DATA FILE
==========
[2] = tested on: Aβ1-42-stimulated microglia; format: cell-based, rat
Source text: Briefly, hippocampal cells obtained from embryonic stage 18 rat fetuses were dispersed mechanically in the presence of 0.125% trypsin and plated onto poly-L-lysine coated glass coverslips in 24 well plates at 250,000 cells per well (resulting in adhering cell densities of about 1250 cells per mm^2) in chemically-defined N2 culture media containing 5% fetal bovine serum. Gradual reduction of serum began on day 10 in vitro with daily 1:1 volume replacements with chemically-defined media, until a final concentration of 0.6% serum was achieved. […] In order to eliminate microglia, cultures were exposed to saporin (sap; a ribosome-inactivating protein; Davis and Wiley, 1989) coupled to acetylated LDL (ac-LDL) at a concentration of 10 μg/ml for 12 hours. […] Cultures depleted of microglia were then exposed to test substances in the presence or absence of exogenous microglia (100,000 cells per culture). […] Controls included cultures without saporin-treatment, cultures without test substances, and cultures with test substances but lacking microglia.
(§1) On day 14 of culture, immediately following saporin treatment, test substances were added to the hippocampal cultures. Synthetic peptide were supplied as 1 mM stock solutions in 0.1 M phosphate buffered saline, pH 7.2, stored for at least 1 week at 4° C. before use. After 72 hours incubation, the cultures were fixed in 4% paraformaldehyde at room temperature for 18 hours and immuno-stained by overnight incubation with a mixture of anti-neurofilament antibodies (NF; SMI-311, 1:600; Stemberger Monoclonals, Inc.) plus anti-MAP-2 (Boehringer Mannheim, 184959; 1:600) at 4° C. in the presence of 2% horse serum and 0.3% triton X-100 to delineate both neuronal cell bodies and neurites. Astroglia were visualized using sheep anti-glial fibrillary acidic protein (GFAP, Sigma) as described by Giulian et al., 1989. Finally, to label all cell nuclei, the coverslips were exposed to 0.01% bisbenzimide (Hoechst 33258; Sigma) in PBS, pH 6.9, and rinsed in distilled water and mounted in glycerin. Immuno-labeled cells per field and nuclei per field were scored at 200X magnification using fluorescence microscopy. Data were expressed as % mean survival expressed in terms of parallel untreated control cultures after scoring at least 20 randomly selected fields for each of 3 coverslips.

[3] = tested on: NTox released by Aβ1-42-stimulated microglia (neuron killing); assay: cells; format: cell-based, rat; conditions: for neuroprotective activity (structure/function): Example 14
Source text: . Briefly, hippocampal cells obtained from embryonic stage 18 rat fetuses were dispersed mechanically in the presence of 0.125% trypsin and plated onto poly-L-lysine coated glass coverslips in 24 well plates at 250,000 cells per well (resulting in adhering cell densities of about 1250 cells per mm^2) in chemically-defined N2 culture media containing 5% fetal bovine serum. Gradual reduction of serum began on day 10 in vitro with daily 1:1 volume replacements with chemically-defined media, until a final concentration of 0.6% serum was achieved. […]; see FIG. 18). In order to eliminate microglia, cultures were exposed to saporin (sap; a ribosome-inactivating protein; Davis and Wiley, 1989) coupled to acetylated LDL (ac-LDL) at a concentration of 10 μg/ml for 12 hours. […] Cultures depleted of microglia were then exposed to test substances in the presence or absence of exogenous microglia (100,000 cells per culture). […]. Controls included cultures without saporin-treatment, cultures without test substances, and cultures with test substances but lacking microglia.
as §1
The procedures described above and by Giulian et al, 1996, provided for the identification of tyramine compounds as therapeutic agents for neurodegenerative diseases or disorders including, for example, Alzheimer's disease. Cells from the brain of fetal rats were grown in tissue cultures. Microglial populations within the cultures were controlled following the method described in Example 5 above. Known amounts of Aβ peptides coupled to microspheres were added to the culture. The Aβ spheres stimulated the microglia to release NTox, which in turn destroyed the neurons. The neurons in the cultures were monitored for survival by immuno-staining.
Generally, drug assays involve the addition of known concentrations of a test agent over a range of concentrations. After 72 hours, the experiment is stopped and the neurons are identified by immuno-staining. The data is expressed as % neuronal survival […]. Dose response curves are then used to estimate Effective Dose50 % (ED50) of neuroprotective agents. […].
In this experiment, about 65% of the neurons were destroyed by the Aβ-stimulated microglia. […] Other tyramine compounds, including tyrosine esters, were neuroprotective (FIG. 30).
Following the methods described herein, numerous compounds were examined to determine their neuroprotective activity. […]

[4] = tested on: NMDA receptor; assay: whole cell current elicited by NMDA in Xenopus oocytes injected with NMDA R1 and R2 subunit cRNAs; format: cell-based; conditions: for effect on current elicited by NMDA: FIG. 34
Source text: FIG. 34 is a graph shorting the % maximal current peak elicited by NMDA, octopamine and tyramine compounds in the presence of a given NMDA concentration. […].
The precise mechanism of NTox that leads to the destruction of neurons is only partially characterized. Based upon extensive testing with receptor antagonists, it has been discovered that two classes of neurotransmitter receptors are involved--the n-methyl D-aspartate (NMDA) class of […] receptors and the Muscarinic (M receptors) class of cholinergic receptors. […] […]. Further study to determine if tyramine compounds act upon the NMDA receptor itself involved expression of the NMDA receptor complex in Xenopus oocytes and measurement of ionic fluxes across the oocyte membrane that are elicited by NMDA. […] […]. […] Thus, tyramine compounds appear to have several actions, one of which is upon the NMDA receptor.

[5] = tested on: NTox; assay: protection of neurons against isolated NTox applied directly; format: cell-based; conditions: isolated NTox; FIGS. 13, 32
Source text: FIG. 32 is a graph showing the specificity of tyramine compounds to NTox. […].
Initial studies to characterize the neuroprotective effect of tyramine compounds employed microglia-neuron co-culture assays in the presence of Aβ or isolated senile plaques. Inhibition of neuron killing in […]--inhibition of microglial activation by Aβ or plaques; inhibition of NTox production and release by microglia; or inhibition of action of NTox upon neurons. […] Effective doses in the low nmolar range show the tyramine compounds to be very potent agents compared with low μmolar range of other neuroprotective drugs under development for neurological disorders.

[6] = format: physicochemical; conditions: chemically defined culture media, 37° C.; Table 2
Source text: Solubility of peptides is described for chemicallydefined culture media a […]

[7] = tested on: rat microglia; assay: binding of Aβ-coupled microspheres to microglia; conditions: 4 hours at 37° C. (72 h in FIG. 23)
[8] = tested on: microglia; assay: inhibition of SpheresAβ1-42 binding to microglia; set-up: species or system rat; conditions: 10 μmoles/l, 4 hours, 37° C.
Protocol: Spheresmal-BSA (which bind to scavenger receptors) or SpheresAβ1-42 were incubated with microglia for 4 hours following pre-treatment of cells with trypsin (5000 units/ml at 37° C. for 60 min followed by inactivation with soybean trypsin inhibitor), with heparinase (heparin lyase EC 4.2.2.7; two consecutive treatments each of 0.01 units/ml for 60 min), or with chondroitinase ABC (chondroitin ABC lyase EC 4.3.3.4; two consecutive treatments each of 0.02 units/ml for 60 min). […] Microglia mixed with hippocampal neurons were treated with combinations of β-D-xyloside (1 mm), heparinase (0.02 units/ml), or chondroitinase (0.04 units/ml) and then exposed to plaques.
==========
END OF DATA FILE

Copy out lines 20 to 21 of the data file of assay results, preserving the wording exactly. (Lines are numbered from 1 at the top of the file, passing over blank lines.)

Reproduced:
[8] = tested on: microglia; assay: inhibition of SpheresAβ1-42 binding to microglia; set-up: species or system rat; conditions: 10 μmoles/l, 4 hours, 37° C.
Protocol: Spheresmal-BSA (which bind to scavenger receptors) or SpheresAβ1-42 were incubated with microglia for 4 hours following pre-treatment of cells with trypsin (5000 units/ml at 37° C. for 60 min followed by inactivation with soybean trypsin inhibitor), with heparinase (heparin lyase EC 4.2.2.7; two consecutive treatments each of 0.01 units/ml for 60 min), or with chondroitinase ABC (chondroitin ABC lyase EC 4.3.3.4; two consecutive treatments each of 0.02 units/ml for 60 min). […] Microglia mixed with hippocampal neurons were treated with combinations of β-D-xyloside (1 mm), heparinase (0.02 units/ml), or chondroitinase (0.04 units/ml) and then exposed to plaques.